• September 27, 2023
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VLKK: legalisation of female surnames with an ‘-a’ ending would have a negative impact on the language

Legalising the spelling of female surnames with the ending ‘-a’ would have a negative impact on the linguistic and cultural identity of our country and is incompatible with the tradition of the Lithuanian language, according to an assessment of a draft amendment to the Law on the Spelling of Names and Surnames made by the Commission of the Lithuanian Language (VLKK).

The draft, authored by MP Ieva Pakarklytė of the Freedom Party, allows the surname of women who have married to be written with the ending ‘-a’ or ‘-ia’.

VLKK Chairperson Violeta Meiliūnaitė claims that legalising such a spelling would “violate the Lithuanian name system and have a negative impact on the country’s linguistic and cultural identity and distinctiveness”.

VLKK stresses that the principle of spelling female names is described in the grammar and regulated by a resolution of the Language Commission, and that the origin of female names is based on authentic facts of the Lithuanian language, recorded in historical documents and dialects.

– The proposal to make an exception for female surnames with the ending ‘-a’ or ‘-ia’ when it is a male surname should be seen as a step towards the convergence of male and female surnames, in other words, the literal establishment of a common surname – says Meiliūnaitė.

She adds that different forms of surnames for members of the same family are a cultural uniqueness of Lithuanian culture and do not constitute grounds for discrimination.

– I am not aware of any cases of discrimination against Lithuanians based on the form of their surname. In Lithuania, women occupy the highest positions in the Parliament and the government, regardless of whether they bear Lithuanian surnames with suffixes, or only with the ending “-ė”, or other surnames – the Commission statement wrote. It was added that surnames are part of the linguistic system, and have their established patterns, and the proposed change is not in line with Lithuanian linguistic tradition.

– There is no evidence that second (i.e. after the first name) female first names, which later became surnames, had “-a”, and “-ia” endings (i.e. that they were identical to male surnames with such endings). Lithuanian surnames ending in ‘-a’ and ‘-ia’ are masculine, not feminine. In general, male and female family members have different forms of surnames inherited from family tradition, linguists said.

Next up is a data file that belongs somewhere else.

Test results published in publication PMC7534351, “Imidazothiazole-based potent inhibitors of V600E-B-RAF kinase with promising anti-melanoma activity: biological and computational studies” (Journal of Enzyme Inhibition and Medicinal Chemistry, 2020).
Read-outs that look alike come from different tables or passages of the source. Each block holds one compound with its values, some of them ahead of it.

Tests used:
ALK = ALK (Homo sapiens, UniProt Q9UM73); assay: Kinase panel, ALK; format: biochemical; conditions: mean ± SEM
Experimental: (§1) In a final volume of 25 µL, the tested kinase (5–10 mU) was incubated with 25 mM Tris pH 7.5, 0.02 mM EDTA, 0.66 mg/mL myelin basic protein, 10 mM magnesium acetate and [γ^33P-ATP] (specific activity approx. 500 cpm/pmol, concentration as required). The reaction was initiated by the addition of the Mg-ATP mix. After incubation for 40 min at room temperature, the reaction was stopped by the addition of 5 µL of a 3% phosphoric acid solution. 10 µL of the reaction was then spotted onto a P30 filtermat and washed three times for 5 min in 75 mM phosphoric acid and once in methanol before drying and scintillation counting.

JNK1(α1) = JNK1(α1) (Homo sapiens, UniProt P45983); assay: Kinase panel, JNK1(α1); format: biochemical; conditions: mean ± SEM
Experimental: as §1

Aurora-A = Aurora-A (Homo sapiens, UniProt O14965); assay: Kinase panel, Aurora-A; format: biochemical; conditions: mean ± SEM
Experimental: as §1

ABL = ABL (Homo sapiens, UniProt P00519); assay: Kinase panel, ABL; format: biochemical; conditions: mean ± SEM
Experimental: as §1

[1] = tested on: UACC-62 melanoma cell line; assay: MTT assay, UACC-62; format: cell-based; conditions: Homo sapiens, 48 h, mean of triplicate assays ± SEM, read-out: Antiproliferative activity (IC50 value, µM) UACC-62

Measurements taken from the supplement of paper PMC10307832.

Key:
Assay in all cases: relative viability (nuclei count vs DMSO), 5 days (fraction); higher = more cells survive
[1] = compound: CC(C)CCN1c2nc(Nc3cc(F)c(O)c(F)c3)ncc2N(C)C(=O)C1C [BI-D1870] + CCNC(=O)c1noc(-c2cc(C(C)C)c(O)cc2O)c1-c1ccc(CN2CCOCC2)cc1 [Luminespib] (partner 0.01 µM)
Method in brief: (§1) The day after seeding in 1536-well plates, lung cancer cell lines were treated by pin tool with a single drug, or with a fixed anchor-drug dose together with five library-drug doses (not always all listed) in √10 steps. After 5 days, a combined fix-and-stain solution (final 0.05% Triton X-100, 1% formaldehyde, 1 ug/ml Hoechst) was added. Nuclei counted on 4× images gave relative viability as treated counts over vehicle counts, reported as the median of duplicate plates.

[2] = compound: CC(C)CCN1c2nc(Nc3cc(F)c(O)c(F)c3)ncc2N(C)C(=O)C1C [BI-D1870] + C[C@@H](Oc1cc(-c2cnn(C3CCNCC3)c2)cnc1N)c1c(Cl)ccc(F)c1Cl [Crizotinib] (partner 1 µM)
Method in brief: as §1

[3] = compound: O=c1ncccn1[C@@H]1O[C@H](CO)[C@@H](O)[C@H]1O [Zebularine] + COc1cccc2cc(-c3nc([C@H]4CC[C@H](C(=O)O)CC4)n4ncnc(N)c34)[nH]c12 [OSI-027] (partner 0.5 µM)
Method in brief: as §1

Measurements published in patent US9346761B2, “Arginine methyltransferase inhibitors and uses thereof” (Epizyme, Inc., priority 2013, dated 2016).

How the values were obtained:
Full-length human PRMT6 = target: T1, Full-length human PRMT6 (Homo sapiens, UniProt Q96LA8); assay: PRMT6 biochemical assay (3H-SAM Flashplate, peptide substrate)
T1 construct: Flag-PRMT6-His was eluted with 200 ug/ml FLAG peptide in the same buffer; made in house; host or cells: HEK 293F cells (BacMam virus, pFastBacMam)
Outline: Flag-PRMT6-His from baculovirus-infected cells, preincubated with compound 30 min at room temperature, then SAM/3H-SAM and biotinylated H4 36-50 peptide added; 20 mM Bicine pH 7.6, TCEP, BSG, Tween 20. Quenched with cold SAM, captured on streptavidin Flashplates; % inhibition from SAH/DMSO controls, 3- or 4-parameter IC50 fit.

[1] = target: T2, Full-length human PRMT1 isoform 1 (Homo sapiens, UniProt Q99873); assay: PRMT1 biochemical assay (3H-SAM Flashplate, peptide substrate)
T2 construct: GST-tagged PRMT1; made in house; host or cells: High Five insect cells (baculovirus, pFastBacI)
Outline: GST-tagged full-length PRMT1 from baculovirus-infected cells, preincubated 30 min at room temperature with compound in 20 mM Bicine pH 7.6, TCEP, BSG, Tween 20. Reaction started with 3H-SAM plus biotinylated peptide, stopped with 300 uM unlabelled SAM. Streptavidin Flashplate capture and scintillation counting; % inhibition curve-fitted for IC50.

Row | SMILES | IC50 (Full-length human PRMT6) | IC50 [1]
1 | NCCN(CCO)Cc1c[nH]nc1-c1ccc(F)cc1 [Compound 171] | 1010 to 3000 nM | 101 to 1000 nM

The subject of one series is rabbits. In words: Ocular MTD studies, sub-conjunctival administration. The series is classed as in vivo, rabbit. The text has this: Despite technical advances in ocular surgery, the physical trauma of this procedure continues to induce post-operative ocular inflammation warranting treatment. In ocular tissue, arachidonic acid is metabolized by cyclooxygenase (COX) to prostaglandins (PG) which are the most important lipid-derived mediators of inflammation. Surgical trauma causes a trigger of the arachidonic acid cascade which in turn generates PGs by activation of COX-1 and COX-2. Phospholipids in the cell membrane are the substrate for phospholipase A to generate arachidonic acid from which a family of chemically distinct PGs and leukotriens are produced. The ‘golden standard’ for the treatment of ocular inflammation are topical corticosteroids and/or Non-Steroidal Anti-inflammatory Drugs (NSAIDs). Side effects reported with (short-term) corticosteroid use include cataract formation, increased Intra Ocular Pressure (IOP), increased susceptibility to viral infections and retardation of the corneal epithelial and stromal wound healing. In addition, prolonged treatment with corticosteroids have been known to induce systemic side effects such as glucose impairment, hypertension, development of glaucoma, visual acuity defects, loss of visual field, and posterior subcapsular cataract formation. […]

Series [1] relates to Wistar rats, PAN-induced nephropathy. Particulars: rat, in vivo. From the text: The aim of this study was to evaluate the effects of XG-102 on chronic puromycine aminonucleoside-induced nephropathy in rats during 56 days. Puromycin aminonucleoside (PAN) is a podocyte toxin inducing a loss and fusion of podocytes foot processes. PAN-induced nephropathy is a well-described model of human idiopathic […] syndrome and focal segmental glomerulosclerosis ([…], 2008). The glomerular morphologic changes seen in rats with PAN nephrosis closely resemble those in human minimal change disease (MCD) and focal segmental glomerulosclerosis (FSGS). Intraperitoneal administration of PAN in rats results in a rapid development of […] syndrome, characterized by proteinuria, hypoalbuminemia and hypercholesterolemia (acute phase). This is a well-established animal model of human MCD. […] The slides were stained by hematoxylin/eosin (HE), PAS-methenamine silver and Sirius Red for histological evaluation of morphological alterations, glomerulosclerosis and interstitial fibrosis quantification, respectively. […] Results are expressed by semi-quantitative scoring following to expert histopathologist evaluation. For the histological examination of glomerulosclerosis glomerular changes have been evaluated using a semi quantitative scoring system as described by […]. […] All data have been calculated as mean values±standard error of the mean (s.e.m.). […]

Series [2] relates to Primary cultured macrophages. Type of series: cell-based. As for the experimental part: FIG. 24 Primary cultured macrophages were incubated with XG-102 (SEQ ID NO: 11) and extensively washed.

They also pointed out that the spelling of female surnames should not be the subject of the Surname Act, as the issue is regulated by the VLKK resolution of 26 June 2003. “On the spelling of female surnames”.

The Language Commission supports the request of the Parliament lawyers that the proposed legal regulation would destroy the integrity of the system of rules for the pronunciation of Lithuanian female names.

At the beginning of July, the Parliament approved a proposal to allow female surnames to be written with the ending “-a”, subject to certain rules.

I. Pakarklytė says that the current situation is a kind of curiosity, as female surnames are forbidden for women. Men, she points out, have the surnames Mažeika, Lydeka, Šarka, while women cannot have surnames with an “-a” ending. The MP believes that women should be able to choose, as the surname is part of the identity.

Currently, the procedure for naming women is determined by the VLKK through a resolution.

It states that women’s surnames are derived from the basic male surname with the suffixes “-aitė”, “-ytė”, “-utė”, “-(i)ūtė”, as well as “-ienė” and “-(i)uvienė”, and in cases where a form of the surname that does not indicate marital status is desired, the surname may be derived from the male form of the surname with the suffix “-ē”.

Translated by Katarzyna Korniak within the framework of a traineeship programme of the European Foundation of Human Rights, www.efhr.eu.

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